In 1963 Hiroshi Yamauchi renamed his company from Nintendo Playing Card Co Ltd to simply Nintendo, and branched out into everything from food to TV to taxis to 'hourly rate' hotels.
Eventually he found a lucrative opening in the toy market, leading ultimately to the consoles we know today. The missing link between these business ventures could be found in Japanese arcades.
Nintendo's arcade business began with the early '70s acquisition of former bowling alleys, which were converted into venues for Laser Clay machines. These were enormous contraptions that projected simple white blobs onto painted backdrops of fields and sky, and players would shoot at them with life-size replica shotguns containing light sensors. The guns were hooked up to a computer via a chunky cable, and successful hits would be registered on an LED scoreboard.
Nintendo secured interest from buyers for these hugely expensive bespoke machines in February 1973, but by the end of the year an oil crisis had constrained the Japanese economy, forcing many potential customers to scale back their ambitions. Yamauchi's response was to develop smaller, cheaper ideas based on the Laser Clay concept, ones that didn't require an entire building to set up.
Consequently Nintendo was able to ride out the brief financial meltdown while selling machines such as 1974's Wild Gunman, in which players shot at live action film of cowboys, and the bottle-blasting Shooting Trainer. In 1975 it released the far more complicated six-player horse betting game EVR Race, designed by Genyo Takeda, later a key developer of the Wii.
These semi-mechanical games gave Nintendo a foothold in an arcade market that, towards the end of the decade, was set to explode. However, it was Japanese rivals such as Taito and Namco that stole Nintendo's thunder in the nascent years of arcade video games.
While Space Invaders opened the floodgates, capturing the world's imagination with an entirely new entertainment experience, and Pac-Man demonstrated the commercial power of truly innovative design in this exciting new era, Nintendo's efforts were distinctly second rate.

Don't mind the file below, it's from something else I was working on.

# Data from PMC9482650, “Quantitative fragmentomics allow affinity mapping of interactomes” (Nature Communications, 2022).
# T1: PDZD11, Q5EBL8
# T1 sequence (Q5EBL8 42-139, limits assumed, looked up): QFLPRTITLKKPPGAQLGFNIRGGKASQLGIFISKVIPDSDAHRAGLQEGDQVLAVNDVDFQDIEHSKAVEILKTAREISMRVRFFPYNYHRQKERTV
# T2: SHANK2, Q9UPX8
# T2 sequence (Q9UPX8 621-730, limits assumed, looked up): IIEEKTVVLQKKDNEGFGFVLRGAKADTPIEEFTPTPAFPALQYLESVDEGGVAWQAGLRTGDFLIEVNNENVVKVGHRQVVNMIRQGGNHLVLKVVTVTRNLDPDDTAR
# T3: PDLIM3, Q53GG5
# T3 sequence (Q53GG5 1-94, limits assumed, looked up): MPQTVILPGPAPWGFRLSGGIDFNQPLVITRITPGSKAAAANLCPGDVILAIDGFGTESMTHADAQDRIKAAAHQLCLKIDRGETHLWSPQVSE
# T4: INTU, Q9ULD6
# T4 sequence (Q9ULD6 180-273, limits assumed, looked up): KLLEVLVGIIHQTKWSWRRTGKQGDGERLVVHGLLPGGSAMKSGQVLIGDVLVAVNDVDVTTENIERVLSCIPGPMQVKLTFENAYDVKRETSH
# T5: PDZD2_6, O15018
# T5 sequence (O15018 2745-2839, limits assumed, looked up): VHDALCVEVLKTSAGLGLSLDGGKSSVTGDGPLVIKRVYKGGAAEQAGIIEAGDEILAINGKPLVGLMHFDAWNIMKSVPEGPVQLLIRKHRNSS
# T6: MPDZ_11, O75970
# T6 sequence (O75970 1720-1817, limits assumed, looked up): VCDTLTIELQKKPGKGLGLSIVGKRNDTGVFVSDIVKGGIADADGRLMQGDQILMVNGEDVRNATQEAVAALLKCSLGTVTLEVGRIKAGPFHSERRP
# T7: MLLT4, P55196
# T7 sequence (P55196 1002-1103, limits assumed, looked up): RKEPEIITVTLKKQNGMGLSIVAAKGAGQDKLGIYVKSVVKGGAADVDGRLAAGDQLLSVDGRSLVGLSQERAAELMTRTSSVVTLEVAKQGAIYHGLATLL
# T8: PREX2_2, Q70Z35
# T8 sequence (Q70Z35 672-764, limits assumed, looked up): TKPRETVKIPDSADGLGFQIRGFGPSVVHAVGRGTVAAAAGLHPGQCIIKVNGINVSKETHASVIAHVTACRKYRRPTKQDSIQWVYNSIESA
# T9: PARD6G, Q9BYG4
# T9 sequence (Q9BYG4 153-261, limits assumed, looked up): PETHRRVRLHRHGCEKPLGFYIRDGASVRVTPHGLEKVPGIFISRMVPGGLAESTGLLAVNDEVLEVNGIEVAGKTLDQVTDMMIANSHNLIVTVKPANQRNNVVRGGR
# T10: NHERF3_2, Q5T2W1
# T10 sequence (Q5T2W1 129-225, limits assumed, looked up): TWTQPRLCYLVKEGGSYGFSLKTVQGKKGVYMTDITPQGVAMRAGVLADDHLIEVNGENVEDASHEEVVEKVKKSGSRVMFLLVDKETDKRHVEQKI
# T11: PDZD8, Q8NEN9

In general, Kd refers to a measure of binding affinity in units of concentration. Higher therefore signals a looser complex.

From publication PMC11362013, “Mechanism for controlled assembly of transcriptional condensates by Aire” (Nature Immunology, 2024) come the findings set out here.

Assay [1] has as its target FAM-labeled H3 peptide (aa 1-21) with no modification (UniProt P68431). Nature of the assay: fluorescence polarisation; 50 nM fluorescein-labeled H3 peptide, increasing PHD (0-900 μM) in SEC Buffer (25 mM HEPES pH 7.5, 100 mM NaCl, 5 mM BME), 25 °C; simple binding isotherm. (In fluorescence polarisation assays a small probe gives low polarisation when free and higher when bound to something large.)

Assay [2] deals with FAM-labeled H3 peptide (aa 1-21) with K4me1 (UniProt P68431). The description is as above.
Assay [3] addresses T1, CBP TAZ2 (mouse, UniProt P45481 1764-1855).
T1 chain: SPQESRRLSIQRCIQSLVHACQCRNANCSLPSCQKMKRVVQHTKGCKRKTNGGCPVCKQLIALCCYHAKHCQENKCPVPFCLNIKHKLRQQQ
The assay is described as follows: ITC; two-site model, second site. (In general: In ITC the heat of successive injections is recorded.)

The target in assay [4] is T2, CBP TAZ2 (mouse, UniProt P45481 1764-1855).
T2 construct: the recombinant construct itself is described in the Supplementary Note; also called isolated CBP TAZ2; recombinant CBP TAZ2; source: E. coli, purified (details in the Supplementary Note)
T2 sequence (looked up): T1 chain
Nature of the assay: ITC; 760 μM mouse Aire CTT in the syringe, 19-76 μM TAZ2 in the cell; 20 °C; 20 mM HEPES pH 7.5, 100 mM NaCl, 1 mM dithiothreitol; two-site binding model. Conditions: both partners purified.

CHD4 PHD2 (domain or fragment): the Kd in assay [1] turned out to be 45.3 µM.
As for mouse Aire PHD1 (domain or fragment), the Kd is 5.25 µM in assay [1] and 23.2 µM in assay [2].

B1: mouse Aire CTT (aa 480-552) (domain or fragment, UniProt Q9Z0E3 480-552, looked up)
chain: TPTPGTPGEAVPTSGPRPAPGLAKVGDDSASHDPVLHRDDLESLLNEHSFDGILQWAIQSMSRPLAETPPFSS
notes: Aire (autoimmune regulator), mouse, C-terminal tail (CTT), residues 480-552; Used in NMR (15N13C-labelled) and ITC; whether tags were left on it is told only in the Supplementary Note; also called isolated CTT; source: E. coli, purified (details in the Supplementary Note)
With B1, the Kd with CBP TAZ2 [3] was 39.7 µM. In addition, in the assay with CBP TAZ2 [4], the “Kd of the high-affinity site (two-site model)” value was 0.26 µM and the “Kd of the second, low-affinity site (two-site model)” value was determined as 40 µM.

Coin-ops such as monochromatic two-player board game Computer Othello couldn't compete with superior products coming out of Japan and the increasingly vibrant US market.
They were throwbacks to a bygone age, when people would be impressed simply by the novelty of playing games on a TV screen. Such was the pace of the industry's evolution, that bygone age had ended barely a year previously.
Attempting to keep up, Nintendo trod water. Like every other company that didn't have a global smash on its hands, Nintendo's games were me-too copies of famous titles with the occasional minor twist - a change of scene here, a different type of enemy there. Consumer appetite for videogames of any type meant they were never entirely ignored, but Nintendo was in danger of becoming an insignificant name in the business.
That all changed with 1981's Donkey Kong, designed by Shigeru Miyamoto, a young graphic artist who'd worked on visual concepts for a handful of games in the previous couple of years.
Mentored by Gunpei Yokoi, the man behind the majority of Nintendo's mechanical arcade machines, Miyamoto envisaged a game based on Popeye. When the Popeye license negotiations fell through, Yamauchi instructed Miyamoto to create his own characters. Which he did, filling in the roles of Popeye, Olive Oyl and Bluto with a plucky red and blue hero, a generic damsel in distress and a giant monkey.
The design was revolutionary, introducing jumping and powerups to the platform genre. Unlike its contemporaries, which took place on a single screen, it had several different stages, giving players an incentive to keep inserting coins in the hope of seeing the next level.
Yamauchi's other money-saving tactic was to insist that the game ran on the same hardware as the earlier Radar Scope coin-op. Not entirely coincidentally, Nintendo had a couple of thousand unsold units sitting in a New York warehouse.
The game was launched in America, where it became an instant hit with bar owners, and as the orders flooded in, the six employees of Nintendo's US branch worked long hours, swapping chips and painting cabinets to turn each Radar Scope machine into a Donkey Kong one.
Nintendo had a hit to rank alongside Pac-Man (although it was nowhere near as successful back in Japan), and Yamauchi's gamble almost 20 years previously had set him on the road to becoming one of the world's richest men.
Life in the games industry before Donkey Kong was fairly dismal for Nintendo, and while it did deliver a couple of decent titles nothing came even fractionally close to the success that lay just around the corner.
Here's a selection of the games that - in a parallel universe where Donkey Kong didn't happen - would have ended up being Nintendo's biggest releases before the company bowed out of gaming.